πρὸς ἔργον: “With victory in view, veiled though it be with risk.” The chariot-race was a risk to person as well as to property. See P. 5.49.

ἠὺ δ᾽ ἔχοντες: The successful are the wise — an old sneer. So Eurip.: τὸν εὐτυχοῦντα καὶ φρονεῖν νομίζομεν.

καὶ πολίταις: Who are the last to recognize merit in a fellow-citizen. P. 11.28: κακολόγοι δὲ πολῖται.

Strophe 3

Σωτήρ: Kamarina was a redeemed city. The voc. σῶτερ is post-Homeric.

ϝιδαῖον: According to Demetrios of Skepsis this Idaian cave was at Olympia. If so, it was doubtless named after the great Ida in Crete. There were many Cretans among the original founders of Kamarina.

Λυδίοις ἀπύων ἐν αὐλοῖς: The Lydian flute melody was used in supplications. On ἐν, see O. 7.12: παμφώνοισι ... ἐν ἔντεσιν αὐλῶν.

Antistrophe 3

εὐανορίαισι: “With hosts of noble men.”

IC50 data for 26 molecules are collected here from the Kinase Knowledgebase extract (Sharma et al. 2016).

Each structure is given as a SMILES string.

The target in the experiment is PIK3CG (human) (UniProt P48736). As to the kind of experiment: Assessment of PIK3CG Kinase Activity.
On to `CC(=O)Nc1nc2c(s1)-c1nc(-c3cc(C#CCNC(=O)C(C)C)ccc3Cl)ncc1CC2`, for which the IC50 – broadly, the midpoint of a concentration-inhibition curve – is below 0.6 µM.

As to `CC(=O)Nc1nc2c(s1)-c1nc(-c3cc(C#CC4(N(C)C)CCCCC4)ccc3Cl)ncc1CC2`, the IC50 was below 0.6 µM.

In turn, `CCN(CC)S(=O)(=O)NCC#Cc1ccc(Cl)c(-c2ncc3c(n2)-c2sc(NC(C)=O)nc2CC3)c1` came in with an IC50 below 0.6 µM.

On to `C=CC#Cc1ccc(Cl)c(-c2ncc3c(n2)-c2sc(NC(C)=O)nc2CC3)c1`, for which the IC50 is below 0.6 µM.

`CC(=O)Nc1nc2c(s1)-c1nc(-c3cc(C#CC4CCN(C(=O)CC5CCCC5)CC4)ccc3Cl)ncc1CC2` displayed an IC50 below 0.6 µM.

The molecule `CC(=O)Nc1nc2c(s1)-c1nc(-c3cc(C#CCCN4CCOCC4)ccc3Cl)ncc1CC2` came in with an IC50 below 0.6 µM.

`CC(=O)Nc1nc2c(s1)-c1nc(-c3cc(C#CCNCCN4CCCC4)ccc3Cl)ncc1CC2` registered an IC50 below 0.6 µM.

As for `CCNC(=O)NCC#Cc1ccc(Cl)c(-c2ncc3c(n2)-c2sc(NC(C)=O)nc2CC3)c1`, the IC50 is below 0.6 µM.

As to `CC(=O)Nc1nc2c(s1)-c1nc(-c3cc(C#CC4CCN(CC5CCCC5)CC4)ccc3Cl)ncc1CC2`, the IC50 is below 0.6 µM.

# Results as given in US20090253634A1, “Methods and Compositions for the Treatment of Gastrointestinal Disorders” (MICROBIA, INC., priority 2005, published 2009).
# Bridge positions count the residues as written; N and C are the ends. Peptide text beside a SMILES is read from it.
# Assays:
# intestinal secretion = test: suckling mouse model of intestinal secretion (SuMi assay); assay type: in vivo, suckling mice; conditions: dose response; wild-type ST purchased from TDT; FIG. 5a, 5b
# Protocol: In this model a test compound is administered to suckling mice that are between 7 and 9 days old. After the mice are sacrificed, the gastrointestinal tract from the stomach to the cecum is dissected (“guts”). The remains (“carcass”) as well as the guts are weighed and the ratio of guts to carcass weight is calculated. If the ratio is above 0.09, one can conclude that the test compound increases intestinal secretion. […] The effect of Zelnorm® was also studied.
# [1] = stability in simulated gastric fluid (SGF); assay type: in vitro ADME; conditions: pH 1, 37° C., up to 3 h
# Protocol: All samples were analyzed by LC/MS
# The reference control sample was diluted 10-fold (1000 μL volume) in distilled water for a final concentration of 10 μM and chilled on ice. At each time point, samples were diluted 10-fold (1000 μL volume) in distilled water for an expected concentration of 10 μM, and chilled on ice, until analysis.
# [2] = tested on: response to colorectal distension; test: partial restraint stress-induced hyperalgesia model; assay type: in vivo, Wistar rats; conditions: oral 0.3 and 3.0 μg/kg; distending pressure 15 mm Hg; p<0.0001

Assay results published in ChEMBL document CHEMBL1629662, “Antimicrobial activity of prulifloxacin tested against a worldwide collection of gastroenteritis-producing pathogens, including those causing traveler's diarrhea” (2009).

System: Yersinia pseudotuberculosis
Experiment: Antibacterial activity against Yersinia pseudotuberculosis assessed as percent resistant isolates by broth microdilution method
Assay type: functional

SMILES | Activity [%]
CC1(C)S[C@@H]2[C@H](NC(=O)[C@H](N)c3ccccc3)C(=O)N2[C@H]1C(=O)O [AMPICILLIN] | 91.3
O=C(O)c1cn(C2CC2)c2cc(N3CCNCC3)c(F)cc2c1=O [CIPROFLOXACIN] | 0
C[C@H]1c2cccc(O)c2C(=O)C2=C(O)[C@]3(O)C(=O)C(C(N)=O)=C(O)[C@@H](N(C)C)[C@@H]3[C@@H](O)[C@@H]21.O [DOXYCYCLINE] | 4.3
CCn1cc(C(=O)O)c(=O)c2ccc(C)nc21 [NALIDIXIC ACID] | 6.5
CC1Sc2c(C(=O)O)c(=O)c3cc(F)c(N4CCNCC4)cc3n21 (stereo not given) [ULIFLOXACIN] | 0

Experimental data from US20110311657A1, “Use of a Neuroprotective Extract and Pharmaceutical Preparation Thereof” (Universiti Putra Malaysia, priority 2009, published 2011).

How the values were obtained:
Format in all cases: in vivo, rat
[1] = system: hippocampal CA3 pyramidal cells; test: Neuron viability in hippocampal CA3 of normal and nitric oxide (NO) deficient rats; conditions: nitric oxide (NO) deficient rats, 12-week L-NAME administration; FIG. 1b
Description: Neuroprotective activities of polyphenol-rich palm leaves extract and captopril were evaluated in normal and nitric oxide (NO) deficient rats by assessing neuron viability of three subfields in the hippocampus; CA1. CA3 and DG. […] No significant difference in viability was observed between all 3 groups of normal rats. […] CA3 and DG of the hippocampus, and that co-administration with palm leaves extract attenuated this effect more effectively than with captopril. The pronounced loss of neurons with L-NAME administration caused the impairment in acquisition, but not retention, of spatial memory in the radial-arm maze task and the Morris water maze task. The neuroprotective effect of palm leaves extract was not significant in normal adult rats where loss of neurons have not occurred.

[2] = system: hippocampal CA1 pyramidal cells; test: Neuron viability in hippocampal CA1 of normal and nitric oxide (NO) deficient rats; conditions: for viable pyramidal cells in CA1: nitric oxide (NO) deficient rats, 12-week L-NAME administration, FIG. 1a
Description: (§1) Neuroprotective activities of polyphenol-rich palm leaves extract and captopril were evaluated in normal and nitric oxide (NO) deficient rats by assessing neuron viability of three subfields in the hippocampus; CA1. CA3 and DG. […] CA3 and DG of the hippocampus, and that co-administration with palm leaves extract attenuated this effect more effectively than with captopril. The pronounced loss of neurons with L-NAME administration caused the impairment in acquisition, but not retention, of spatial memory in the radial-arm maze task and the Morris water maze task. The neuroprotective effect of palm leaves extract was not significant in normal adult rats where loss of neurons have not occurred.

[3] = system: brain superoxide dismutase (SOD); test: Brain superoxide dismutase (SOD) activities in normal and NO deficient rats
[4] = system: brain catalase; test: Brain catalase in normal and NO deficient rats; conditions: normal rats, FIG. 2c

Ὀλυμπιόνικε: The victor is apostrophized, as often, at the close of the poem.

Ποσειδανίαισιν ἵπποις: Cf. O. 1.77; 8, 49.

εὔθυμον: P.'s usage would lead us to combine εὔθυμον with τελευτάν, but this is an exceptional poem, and we may follow the Schol., who combines it with γῆρας. See O. 1.37; P. 8.88.

Epode 3

παρισταμένων: Cf. Od. 12. 43: τῷ δ᾽ οὔ τι γυνὴ καὶ νήπια τέκνα | οἴκαδε νοστήσαντι παρίσταται οὐδὲ

γάνυνται. — ὑγίεντα = ὑγιᾶ. Proleptic.

ἐξαρκέων: Cf. N. 1.31: οὐκ ἔραμαι πολὺν ἐν μεγάρῳ πλοῦτον κατακρύψαις ἔχειν ἀλλ᾽ ἐόντων εὖ τε παθεῖν καὶ ἀκοῦσαι φίλοις ἐξαρκέων. That prosperity is sound which streams in and out, helping others and gaining good report. Whoso hath this, and Psaumis hath it, let him not seek to become a god.

μὴ ματεύσῃ θεὸς γενέσθαι: So I. 4 (5), 14: μὴ μάτευε Ζεὺς γενέσθαι. An abrupt end, like O. 3.

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hide References (17 total)
  • Commentary references from this page (17):
    • Homer, Odyssey, 12.43
    • Pindar, Nemean, 1
    • Pindar, Nemean, 2
    • Pindar, Nemean, 5
    • Pindar, Olympian, 1
    • Pindar, Olympian, 2
    • Pindar, Olympian, 3
    • Pindar, Olympian, 4
    • Pindar, Olympian, 6
    • Pindar, Olympian, 7
    • Pindar, Olympian, 8
    • Pindar, Pythian, 11
    • Pindar, Pythian, 5
    • Pindar, Pythian, 8
    • Pindar, Pythian, 9
    • Sophocles, Oedipus at Colonus, 718
    • Pindar, Pythian, 4